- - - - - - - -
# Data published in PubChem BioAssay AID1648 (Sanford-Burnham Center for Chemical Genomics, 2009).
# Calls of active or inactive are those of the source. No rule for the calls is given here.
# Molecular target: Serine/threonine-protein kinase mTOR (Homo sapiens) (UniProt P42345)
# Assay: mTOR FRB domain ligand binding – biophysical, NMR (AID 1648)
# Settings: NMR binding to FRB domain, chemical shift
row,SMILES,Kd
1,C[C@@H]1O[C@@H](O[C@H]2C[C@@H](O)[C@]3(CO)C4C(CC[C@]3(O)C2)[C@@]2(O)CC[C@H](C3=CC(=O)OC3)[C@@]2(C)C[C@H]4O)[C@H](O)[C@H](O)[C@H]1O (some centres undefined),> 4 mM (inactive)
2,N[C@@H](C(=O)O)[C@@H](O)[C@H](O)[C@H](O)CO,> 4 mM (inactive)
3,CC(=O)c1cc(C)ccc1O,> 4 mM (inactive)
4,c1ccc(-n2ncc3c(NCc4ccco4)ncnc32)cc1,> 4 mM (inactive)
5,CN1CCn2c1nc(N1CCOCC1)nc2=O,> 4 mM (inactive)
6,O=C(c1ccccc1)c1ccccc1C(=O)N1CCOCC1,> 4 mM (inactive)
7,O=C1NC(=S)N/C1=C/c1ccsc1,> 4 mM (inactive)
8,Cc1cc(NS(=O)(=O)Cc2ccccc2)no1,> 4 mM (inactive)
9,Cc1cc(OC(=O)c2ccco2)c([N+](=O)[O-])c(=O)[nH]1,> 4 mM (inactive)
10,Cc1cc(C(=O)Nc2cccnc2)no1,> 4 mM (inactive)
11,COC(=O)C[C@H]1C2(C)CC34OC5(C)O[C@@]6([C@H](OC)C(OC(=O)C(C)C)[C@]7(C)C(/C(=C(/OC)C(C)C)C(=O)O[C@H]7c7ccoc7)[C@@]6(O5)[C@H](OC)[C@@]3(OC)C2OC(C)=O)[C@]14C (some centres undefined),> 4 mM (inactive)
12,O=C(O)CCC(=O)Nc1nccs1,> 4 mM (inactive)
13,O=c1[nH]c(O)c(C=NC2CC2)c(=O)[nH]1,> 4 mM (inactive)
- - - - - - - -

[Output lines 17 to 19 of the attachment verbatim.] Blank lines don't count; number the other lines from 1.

11,COC(=O)C[C@H]1C2(C)CC34OC5(C)O[C@@]6([C@H](OC)C(OC(=O)C(C)C)[C@]7(C)C(/C(=C(/OC)C(C)C)C(=O)O[C@H]7c7ccoc7)[C@@]6(O5)[C@H](OC)[C@@]3(OC)C2OC(C)=O)[C@]14C (some centres undefined),> 4 mM (inactive)
12,O=C(O)CCC(=O)Nc1nccs1,> 4 mM (inactive)
13,O=c1[nH]c(O)c(C=NC2CC2)c(=O)[nH]1,> 4 mM (inactive)